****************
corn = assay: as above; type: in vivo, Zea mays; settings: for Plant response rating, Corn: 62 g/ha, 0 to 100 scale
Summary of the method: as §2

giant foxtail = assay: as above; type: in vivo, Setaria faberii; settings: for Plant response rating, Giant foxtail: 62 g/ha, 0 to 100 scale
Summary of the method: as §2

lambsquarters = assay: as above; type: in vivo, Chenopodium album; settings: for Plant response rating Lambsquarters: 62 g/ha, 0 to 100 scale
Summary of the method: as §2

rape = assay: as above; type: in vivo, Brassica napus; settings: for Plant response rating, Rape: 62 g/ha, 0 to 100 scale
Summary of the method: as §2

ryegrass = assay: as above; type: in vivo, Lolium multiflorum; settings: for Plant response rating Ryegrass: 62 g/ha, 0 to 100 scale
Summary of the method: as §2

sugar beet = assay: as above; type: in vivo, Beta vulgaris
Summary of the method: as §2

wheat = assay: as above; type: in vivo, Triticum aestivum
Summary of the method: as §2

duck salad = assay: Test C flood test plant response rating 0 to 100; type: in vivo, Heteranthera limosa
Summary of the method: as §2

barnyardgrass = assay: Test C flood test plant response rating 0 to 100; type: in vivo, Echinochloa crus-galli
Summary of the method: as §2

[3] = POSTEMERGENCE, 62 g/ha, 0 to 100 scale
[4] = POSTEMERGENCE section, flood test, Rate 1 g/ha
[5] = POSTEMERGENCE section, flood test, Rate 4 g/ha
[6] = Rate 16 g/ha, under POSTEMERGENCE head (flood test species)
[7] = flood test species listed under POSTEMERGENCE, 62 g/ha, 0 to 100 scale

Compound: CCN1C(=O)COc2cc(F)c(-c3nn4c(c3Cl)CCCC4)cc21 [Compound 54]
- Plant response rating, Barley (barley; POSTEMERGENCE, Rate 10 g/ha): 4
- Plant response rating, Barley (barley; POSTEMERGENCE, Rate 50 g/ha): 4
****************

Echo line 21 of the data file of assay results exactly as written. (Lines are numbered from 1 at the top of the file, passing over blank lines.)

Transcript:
[5] = POSTEMERGENCE section, flood test, Rate 4 g/ha